Bioreactor technology emerges as powerful tool

WOODSTOCK – Corn and soybean farmer Michael Ganschow was an easy recruit for Lauren Lurkins, the Illinois Farm Bureau’s environmental policy director, as she encouraged farmers to install woodchip bioreactors on their farms.

“I met Lauren in 2016, and less than two years later she shows up on my farm with equipment, digs a hole and fills it with wood chips,” Ganschow told a group of farmers, agricultural leaders and representatives and employees of the state and of the nation No later than Tuesday morning in the series of the IFB’s Nutrient Stewardship Field Days.

Ganschow is a sixth generation farmer in Bureau County, and his grandfather was one of the first Illinois farmers to adopt no-till systems.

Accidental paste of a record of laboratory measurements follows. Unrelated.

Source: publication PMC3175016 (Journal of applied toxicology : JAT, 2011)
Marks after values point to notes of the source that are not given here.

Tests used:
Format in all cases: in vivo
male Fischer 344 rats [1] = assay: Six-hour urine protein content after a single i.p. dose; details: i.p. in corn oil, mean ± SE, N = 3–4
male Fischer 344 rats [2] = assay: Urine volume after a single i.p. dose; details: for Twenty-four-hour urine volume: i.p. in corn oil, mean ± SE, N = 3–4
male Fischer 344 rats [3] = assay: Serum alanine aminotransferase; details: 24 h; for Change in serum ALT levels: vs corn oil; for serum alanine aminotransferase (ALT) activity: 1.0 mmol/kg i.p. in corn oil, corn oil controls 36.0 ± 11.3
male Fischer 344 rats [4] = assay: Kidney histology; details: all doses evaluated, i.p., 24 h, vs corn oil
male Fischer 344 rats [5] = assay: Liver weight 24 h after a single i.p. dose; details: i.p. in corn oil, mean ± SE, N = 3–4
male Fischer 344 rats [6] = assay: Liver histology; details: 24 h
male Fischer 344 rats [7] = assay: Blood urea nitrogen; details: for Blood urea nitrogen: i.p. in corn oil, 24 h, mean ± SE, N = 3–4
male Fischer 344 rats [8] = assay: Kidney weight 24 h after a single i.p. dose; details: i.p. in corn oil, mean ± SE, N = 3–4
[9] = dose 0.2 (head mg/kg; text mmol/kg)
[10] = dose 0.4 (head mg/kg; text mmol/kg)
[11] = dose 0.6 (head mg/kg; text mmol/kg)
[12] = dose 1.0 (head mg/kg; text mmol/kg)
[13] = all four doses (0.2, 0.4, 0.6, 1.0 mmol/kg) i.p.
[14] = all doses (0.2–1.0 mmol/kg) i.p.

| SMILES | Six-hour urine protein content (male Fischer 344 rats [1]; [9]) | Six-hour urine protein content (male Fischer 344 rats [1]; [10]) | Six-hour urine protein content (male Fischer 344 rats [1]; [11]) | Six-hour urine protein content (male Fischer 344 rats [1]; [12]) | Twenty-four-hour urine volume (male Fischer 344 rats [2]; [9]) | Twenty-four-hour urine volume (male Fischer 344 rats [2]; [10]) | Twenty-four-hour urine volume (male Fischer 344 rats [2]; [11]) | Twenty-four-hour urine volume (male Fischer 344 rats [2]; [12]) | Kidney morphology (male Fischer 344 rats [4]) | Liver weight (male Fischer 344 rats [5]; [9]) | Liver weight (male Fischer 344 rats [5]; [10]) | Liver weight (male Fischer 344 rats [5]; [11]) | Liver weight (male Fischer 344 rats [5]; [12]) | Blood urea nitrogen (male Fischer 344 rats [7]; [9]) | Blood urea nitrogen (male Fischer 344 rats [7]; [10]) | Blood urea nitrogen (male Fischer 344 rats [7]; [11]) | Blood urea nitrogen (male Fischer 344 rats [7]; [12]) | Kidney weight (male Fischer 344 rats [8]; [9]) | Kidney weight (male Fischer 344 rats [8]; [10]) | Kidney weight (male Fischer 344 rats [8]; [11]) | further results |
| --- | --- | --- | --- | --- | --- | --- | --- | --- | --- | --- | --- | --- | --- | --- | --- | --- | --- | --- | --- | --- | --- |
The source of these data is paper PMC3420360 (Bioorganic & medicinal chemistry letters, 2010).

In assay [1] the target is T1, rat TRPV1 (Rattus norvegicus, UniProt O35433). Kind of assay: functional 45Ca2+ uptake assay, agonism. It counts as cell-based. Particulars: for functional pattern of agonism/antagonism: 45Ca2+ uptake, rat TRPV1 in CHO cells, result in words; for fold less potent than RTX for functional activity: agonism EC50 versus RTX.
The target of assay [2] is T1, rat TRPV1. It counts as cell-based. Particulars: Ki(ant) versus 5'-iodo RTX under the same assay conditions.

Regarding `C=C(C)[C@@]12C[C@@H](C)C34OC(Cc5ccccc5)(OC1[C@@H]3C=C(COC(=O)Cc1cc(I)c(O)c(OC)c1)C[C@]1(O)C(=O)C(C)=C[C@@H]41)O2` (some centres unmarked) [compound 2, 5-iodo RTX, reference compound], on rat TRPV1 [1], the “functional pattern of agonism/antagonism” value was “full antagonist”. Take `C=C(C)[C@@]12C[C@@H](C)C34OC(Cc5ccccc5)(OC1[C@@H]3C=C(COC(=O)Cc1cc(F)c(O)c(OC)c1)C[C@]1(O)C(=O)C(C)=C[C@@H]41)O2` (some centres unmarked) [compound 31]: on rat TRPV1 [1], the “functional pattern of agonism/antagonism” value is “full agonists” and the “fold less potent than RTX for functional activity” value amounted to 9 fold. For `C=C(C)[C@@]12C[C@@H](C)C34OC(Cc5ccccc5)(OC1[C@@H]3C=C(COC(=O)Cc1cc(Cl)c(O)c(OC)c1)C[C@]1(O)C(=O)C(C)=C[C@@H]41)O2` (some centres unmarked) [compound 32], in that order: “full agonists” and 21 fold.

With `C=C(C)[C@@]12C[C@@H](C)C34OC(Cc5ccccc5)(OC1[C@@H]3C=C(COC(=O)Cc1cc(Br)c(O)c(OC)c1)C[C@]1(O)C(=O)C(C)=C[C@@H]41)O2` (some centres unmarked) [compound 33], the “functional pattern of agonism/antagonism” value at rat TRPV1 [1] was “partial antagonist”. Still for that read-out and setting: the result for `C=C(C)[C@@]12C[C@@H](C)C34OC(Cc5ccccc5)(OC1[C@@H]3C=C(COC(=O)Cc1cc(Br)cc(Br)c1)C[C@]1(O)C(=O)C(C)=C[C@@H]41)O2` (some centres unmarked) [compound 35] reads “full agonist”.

“Conservation has always been an important part of our work,” he says.

A wood chip bioreactor might sound like something straight out of Marvel Comics. In reality, it’s essentially a trench filled with wood chips that filter out nitrates that would otherwise pollute the runoff water and then streams and then the Mississippi and then the Gulf of Mexico. You have the idea.